Here is why Sandra Bland’s family is disappointed with the Texas legislature
The family of Sandra Bland on Saturday called a bill in her honor a “missed opportunity,” after lawmakers whittled down the criminal justice reform bill to legislation focusing mostly on mental health issues and county jail operations. The Texas Senate unanimously passed the bill Thursday.
“It’s a complete oversight of the root causes of why she was jailed in the first place,” Sharon Cooper, Bland’s sister and family spokeswoman, told The Texas Tribune. Cooper added that she was disappointed.
The legislation — Senate Bill 1849 — was filed after a high-profile incident in 2015 in which Bland, a black, 28-year-old Illinois woman, was found dead in the Waller County Jail days after being arrested during a routine traffic stop. The arrest followed a lengthy argument between Bland and then-Department of Public Safety Trooper Brian Encinia.
Bland’s stop should have not gone beyond a citation, Cooper said.
“Finish the stop, and send the young woman on her way,” she said. “Don’t prolong the stop because you’re not satisfied with what she’s saying.”
The “Sandra Bland Act” would make county jails divert people with mental health and substance abuse issues toward treatment, make it easier for defendants with a mental illness or intellectual disability to receive a personal bond, and require that independent law enforcement agencies investigate jail deaths.
Senate Criminal Justice Committee Chairman John Whitmire struck provisions from the original bill, amid criticism from police groups that it would hamper law enforcement’s work, including adding extra steps to legally secure a consent search.
Encinia stopped Bland after she failed to signal a lane change. Bland’s conversation with Encinia became heated when she wouldn’t put out her cigarette or step out of her car as ordered. She was charged later with assaulting a public servant, but dash camera footage does not depict such an act.
Bland was found dead three days later in the Waller County Jail. Officials ruled her death a suicide by hanging, and Encinia was later fired. He is facing a perjury charge related to how he described the stop in a report.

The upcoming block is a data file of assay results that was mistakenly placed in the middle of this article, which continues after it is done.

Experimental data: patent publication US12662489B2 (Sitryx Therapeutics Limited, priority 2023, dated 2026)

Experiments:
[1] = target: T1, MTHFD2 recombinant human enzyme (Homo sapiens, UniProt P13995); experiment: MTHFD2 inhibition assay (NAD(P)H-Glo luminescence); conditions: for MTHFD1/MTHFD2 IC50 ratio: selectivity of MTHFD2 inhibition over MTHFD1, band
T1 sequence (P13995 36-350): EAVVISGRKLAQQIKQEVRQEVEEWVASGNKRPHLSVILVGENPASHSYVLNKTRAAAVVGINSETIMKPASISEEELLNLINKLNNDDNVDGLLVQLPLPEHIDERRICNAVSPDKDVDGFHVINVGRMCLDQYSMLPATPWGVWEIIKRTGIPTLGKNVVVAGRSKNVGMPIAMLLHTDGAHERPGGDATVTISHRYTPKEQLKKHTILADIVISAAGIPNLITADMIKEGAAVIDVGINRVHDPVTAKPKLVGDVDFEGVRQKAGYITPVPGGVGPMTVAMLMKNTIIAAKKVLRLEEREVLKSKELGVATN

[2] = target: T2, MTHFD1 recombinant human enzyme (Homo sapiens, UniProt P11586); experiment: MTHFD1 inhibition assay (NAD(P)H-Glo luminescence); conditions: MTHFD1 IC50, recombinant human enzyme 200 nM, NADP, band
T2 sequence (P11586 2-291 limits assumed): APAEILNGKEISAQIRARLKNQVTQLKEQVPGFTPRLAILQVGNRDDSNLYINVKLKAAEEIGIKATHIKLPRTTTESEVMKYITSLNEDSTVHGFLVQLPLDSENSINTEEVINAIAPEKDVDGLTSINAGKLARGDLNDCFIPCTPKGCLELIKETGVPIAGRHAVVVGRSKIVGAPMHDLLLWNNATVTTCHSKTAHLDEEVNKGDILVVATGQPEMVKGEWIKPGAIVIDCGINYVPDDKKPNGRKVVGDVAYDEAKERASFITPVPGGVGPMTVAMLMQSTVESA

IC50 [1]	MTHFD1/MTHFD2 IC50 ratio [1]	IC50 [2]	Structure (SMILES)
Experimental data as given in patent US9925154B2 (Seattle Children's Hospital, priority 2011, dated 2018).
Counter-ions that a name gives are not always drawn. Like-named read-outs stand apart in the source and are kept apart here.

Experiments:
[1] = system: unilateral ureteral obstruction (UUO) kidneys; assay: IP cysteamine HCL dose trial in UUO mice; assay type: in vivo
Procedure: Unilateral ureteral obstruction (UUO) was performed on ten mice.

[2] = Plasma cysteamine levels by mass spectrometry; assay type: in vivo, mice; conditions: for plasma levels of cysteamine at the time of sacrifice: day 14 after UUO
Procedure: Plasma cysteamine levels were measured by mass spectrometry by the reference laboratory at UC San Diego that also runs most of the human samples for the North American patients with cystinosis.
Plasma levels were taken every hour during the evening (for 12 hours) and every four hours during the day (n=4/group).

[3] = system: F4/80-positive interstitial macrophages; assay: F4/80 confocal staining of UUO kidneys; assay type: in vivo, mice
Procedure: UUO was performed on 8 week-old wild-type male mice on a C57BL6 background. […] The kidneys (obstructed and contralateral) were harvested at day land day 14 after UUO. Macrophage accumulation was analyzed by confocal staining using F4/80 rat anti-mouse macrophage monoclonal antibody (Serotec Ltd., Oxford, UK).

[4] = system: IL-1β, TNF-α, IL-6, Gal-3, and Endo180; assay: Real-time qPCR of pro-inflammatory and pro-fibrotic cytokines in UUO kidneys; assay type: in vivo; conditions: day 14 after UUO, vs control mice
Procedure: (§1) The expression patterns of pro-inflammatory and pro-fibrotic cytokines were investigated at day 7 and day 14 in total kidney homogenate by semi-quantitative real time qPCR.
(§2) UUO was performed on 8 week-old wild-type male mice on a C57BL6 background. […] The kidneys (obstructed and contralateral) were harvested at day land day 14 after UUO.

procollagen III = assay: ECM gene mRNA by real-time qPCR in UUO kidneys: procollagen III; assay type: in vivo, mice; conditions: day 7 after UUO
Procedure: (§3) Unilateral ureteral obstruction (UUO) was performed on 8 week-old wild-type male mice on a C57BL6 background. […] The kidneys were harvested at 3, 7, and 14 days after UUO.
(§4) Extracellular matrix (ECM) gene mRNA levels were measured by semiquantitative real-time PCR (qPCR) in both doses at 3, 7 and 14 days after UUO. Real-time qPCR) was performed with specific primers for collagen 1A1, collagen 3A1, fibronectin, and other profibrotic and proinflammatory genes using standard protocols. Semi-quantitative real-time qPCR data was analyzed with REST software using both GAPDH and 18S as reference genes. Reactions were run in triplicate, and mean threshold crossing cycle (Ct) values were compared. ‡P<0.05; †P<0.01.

The bill that passed out of the Senate could put civilians at risk, Cooper said.
“There’s a lack of clarity,” she said. “Do I do everything that a police officer tells me to do?”
State Sen. Royce West, D-Dallas, and Whitmire, D-Houston, seek to answer that question with Senate Bill 30, which would require that law enforcement officers and high school students both learn best practices for police-civilian interactions. The Bland case was one lawmakers pointed to when advocating for the bill.
The Bland bill now heads to the House, where state Rep. Garnet Coleman filed a similar bill that was left pending in committee. The Houston Democrat first introduced the legislation and named it in honor of Bland.
Coleman said he understands Cooper’s disappointment. He said he too was disappointed.
“The legislative process has a lot of ups and downs,” Coleman said. But the bill’s passage – with Bland’s name – out of the Senate is a huge milestone, and he will push for its passage in the House, he added. “That recognizes what happened to her and what’s happening to people of color around the country.”
The House Homeland Security and Public Safety Committee took public input on Coleman’s bill last month but never voted on it amid a lack of support, mostly because of the parts targeting law enforcement processes.